The production is designed by Ashley Martin-Davis and the creative team is completed by Chris Davey (lighting), Peter Rice (sound), Alex Baranowski (composer) and Kevin McCurdy (movement and fights
For further information, images, or for interview / press review ticket requests, please contact JOHN GOODFELLOW (Press & Communications Manager) on 0161 615 6783 /
BRITANNIA WAVES THE RULES – Listings Information
The Royal Exchange Theatre presents
By Gareth Farr
Designed by Ashley Martin-Davis
The Studio, Royal Exchange Theatre, Manchester
Tuesday 22 July – Saturday 26 July
Performance Times: Tuesday – Friday, 7.30pm, Saturday, 8pm
Matinees: Saturday, 3.30pm
Ticket Prices: £12 / £10 concessions
Box Office: 0161 833 9833.

Monday, 23 June 2014

Simon Danczuk to name another paedophile?

TOM Porter a journalist on the International Business Times has written that the Rochdale MP Simon Danczuk 'who alleged that the late parliamentarian Sir Cyril Smith was a paedophile said he is prepared to name a second, living, politician who he believes is guilty of child abuse.'

On 1 July, Simon Danczuk, Labour MP for Rochdale, is scheduled to give evidence to the Home Affairs Select Committee on historic child sexual exploitation concerning allegations in his recent book authored by Danczuk and Matthew Baker that Smith abused children at the Elm Guest House in south-west London in the 1970s and the 1980s.

An MP on the committee has confirmed to the Independent on Sunday that Danczuk will be asked about other visitors to the guest house when he appears before them.
'If asked any question, I will feel obliged to answer that question,' Danczuk told the paper.

Danczuk has previously claimed that an 'influential' politician who is still in parliament, was a visitor at the guest house, where a paedophile ring that included Smith allegedly groomed and abused boys.

'I'm confident there are questions to answer. I base that on quite extensive conversations I've had with the police,' Danczuk said.

Police launched an investigation into the alleged child abuse ring at Elm Guest House after claims by Labour MP Tom Watson.

Earlier this month Conservative MP for Richmond Zac Goldsmith called for the UK Home Secretary Theresa May to launch a parliamentary inquiry into the conclusions of an investigation into child abuse at Knowl View School in Rochdale, where Smith was a governor.

The committee will ask Danczuk and campaigner Matthew Baker what they believe happened at Elm Guest House.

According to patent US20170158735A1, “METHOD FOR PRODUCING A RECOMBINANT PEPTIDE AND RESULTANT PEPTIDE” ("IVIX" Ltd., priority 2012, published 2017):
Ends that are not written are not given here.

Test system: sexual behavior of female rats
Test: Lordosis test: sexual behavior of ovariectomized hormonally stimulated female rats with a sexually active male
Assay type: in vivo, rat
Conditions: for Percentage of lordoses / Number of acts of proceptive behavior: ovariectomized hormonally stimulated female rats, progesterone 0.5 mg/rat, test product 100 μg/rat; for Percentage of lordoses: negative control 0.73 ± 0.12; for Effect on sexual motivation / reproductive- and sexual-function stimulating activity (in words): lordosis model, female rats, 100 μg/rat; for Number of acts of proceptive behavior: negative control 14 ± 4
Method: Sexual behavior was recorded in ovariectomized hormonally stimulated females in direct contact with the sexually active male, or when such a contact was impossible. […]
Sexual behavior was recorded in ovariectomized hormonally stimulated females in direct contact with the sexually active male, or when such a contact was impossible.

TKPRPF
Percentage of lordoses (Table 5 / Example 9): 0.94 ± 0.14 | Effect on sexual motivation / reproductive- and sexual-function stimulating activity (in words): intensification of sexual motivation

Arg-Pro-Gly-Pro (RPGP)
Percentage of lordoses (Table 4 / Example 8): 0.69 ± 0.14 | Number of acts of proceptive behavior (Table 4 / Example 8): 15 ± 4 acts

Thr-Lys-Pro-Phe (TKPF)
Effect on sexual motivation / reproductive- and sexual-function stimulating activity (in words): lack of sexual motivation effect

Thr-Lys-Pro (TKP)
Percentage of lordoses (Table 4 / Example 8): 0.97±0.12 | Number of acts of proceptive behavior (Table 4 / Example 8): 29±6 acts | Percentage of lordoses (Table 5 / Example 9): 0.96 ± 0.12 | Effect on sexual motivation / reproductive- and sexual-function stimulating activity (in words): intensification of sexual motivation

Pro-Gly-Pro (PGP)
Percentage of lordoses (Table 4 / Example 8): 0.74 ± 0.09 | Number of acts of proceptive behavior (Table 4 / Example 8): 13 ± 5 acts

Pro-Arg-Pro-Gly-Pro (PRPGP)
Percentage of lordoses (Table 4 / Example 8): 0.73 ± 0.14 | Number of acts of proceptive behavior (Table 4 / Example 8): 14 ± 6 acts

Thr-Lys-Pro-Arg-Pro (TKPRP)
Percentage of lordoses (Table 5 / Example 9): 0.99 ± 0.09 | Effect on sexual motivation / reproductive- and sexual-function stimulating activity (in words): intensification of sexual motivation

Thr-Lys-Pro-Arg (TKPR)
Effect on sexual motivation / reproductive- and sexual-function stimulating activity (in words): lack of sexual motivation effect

Protected by parliamentary privilege, they will be able to give evidence without fear of litigation.
Danczuk told the Independent that if asked, he will also name another living politican who he believes is implicated in a separate child abuse scandal.

So far, police have made no charges in connection with the investigation.

Officers are also investigating claims that a VIP paedophile ring abused boys at Grafton Close Children's Home in Richmond, south-west London.

Bristol & the Old Market Riots of 1932

Bread or Batons? The Old Market 'Riots' of February 1932
Date: Tuesday 24th June, 2014
Time: 7:30 pm to 9:30 pm
Venue: Trinity Centre, Trinity Road, Bristol BS2 0NW
Price: Suggested Donation £2
Note: This event is not organised by BRHG.

SINCE the 'Wall Street Crash' of 1929 joblessness in Bristol had risen to unprecedented levels; by February 1932 the situation was critical with whole districts blighted by the effects of mass unemployment.

Jobless Bristolians rallied round the National Unemployed Workers’ Movement (NUWM), the main organisation opposing mass unemployment and Government 'means test'. The NUWM responded to the proposed austerity measures by organising a series of pickets, mass meetings and marches of thousands. February 1932 saw several violent confrontations on Old Market St between unemployed demonstrators and Bristol Police which became known as the Old Market 'Riots'.

This talk will examine both the context and anatomy of these serious incidents, and in the process expose the tactics and strategies of the NUWM and the Police.

Dr Roger Ball is an independent scholar specialising in the analysis of urban 'riot' and protest. He is the author of several works on labour unrest in Bristol and is currently researching strikes, mutinies and combat refusals in the British Armed forces during World War I.

Part of a series of free talks at Trinity - Vice & Virtue: Discovering the History of Old Market 1900-2005 - invites you to a series of talks by local and national experts on the many aspects of Old Market's History. We will be looking beneath the area's reputation and exploring the many cultures that have lived here, its national significance as an area of architectural conservation and key moments of historical interest.

There is a full list of events at:

For more information about the talks or the project contact Edson:

 Brhmob mailing list

Saturday, 21 June 2014

Morning Star report of George Tapp case

Morning Star report by Peter Lazenby on Thursday 19th, June 2014:
GRAPHIC video evidence of anti-blacklisting campaigners being carried on the bonnet of an accelerating car was shown to a jury in Manchester crown court yesterday.
It was filmed during a protest against blacklisting outside Manchester City football club’s training ground on the evening of May 15 last year.